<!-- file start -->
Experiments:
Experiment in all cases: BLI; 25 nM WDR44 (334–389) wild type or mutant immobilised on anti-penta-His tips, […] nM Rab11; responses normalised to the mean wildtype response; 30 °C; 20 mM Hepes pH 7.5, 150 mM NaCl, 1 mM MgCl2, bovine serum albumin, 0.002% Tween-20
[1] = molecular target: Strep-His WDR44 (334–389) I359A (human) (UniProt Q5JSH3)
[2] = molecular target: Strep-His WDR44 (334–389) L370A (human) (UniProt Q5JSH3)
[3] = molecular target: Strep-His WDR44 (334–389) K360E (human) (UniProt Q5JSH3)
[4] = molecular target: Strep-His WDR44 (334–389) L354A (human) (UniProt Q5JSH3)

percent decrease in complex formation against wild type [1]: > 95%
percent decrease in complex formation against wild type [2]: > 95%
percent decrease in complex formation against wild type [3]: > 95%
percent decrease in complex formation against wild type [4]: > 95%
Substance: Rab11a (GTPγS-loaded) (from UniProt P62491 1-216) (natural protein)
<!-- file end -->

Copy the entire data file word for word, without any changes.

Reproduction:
Experiments:
Experiment in all cases: BLI; 25 nM WDR44 (334–389) wild type or mutant immobilised on anti-penta-His tips, […] nM Rab11; responses normalised to the mean wildtype response; 30 °C; 20 mM Hepes pH 7.5, 150 mM NaCl, 1 mM MgCl2, bovine serum albumin, 0.002% Tween-20
[1] = molecular target: Strep-His WDR44 (334–389) I359A (human) (UniProt Q5JSH3)
[2] = molecular target: Strep-His WDR44 (334–389) L370A (human) (UniProt Q5JSH3)
[3] = molecular target: Strep-His WDR44 (334–389) K360E (human) (UniProt Q5JSH3)
[4] = molecular target: Strep-His WDR44 (334–389) L354A (human) (UniProt Q5JSH3)

percent decrease in complex formation against wild type [1]: > 95%
percent decrease in complex formation against wild type [2]: > 95%
percent decrease in complex formation against wild type [3]: > 95%
percent decrease in complex formation against wild type [4]: > 95%
Substance: Rab11a (GTPγS-loaded) (from UniProt P62491 1-216) (natural protein)